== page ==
MBA Mondays: The Revenue Model Hackpad, Take Two
So I messed up bigtime yesterday. I created a "final version" of the revenue model hackpad and locked it down so hard that nobody could even see it.
What happened is I am using a product, hackpad, that I don't really know how to use correctly. I am learning how to use it in real-time. Which is how I learn to use everything. Screw the manual. Just turn it on and get going. That can work, but it results in fails like we had yesterday. The truth is I still don't know exactly what I am doing with this product, but I am figuring it out.
The "final version" is now fully public but locked down for moderation. Whatever that means. I think it means is we can continue to edit this "final version" but I get to approve all edits.
Anyway, here's a link to the final version. There were some edits to the initial version yesterday that I like a lot. The transaction processing section was re-organized in a nice way. And a few more revenue models were listed. I will work to merge the two but don't have time to do that this morning.
Again, I want to thank everyone who has been working on this list. Crowdsourcing information is messy but together we have built something that is way better than I could do on my own.
I like reading the manual. Always have. That comes from my father who did the same thing. I especially like reading car manuals. Let’s call it a fetish.
my dad is a manual reader too. he also likes gin.i don’t care for either of those things
We differ there, too, then as I love me a Hendricks and tonic.
Gabe made me try Gin for the first time a year or so ago.i finished the drink but i can’t say i was into ithaven’t tried it again since
Then we don’t have to worry about fighting when we’re out… the brown is yours, the clear is mine. 😉
Life Lesson: Always finish the drink. Good man, Wilson, good man.
used to be a gin girl. moved to vodka for the clear stuff and whisky for everything else.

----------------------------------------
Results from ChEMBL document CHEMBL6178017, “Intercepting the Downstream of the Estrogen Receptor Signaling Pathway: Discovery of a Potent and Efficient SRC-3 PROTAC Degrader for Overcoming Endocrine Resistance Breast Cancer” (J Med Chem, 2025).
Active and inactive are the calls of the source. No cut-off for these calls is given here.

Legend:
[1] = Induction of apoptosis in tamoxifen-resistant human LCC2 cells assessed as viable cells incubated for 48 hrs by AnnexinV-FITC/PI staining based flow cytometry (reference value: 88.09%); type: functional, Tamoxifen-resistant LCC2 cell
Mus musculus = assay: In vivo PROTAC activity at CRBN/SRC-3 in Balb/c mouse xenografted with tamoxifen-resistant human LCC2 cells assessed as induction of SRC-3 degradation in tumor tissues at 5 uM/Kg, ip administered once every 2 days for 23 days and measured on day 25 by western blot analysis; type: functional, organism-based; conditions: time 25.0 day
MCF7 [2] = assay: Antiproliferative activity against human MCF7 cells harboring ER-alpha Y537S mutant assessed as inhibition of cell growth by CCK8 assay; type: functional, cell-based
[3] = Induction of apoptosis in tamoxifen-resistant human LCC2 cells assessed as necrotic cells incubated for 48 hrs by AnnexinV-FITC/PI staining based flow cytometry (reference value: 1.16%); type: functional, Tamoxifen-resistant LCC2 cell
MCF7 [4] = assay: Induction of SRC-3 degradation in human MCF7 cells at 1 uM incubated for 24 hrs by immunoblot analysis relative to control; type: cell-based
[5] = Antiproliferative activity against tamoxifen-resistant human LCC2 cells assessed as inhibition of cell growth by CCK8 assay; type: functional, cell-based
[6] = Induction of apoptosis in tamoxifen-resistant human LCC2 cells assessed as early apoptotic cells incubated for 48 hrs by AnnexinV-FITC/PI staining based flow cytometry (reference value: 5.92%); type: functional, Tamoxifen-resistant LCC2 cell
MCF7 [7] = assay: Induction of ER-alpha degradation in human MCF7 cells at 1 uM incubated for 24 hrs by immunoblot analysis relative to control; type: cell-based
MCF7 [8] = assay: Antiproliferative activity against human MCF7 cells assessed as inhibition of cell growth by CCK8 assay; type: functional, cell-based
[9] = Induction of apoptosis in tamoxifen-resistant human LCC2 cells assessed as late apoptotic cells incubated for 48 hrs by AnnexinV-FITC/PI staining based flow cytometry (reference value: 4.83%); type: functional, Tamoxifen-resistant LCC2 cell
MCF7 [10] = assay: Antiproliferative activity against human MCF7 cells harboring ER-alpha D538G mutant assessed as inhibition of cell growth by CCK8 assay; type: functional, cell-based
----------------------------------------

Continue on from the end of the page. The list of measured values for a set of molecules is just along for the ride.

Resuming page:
Had a few bad instances with “brown” back in my twenties and still remember them. My wife and her family love Johnny Walker Blue. Nice stuff, but totally wasted on me.
ha — my bad instances were all with Tequila. can’t even smell it without feeling dizzy.
johnnie walker blue is outstanding! my favorite!
try a scotch then 🙂
http://www.spring44.com/home maybe try this stuff. I am not a gin drinker but don’t mind Spring 44. Their vodka is outstanding.
nice, will check it out.
Me too G&T – in the summer, although I don’t care to ask for a G&T at a bar – it sounds like one of those first drinks you may order when you just start to go to bars
I stopped giving a crap what other people think or how things appear a long time ago and just started enjoying what I enjoy.
Good answer – I still place the order
and I love gin martinis
Sapphire. Just a little dirty.
Is there a correlation? Perhaps the gin makes the manual more sufferable?
i like gin, I don’t like reading manuals so much
My dad was a manual reader, any new piece of new consumer technology that he bought (vcr, dvd, first pc) he’d open the box and get the manual out, in the meantime I’d get it out of the box, plug it in and have it running before he’d got past page three.The rule doesn’t apply to flat pack though, anything we buy from Ikea I always read the instructions first, saves my sanity and my marriage.
The word IKEA strikes fear in my heart. I have nightmares about putting together IKEA furniture
Art schoolers are whizzes at assembly, myself and friends included. We aim to take the fear out of your heart.
exactly! but art school also encourages you to know the value of a dewalt.
and the web equivalent is #API 🙂
the acronym DIY strikes fear into mine…
LOL. Speaking of which…have you seen the IKEA Job Interview:
Cartoon was attached. Did it show?
Not in email which is 90%+ of my disqus usage
Falling over laughing. If only I had a chair to grab!
Good come back 🙂
Grab it, but assemble it first!
I refuse to do IKEA and have been IKEA free for at least 7 years now 🙂
Is there a 12-step program?
🙂 I personally went cold-turkey. The critical part was making sure my wife understood how unpleasant the experience was for me (and how unpleasant I became as a result 🙂 The show “30 Rock” made a joke last season about how an IKEA trip is the ultimate test of a relationship!
🙂 I personally went cold-turkey. The critical part was making sure my wife understood how unpleasant the experience was for me (and how unpleasant I became as a result 🙂 The show “30 Rock” made a joke last season about how an IKEA trip is the ultimate test of a relationship!
.I believe that Dante envisioned a level of Hell specifically for engineers in which they would receive IKEA furniture with no instructions and several very small pieces or fasteners missing — for eternity.I am certain of this as I have already personally experienced it..
This is why I classify myself more as a hacker than an engineer…I would use the given parts to create some form of functional furniture…it might be weak in certain points and completely fail for some use cases, but it *would* work very well for at least the one situation I put it together for.I don’t know that I’ve ever taken something apart, and then put it back together again, without having some extra, and apparently non-essential, parts laying around…
lol…I have the same experience Kevin
and the quality of their stuff (especially low end stuff) is pretty horrible. Yet they are a powerhouse globally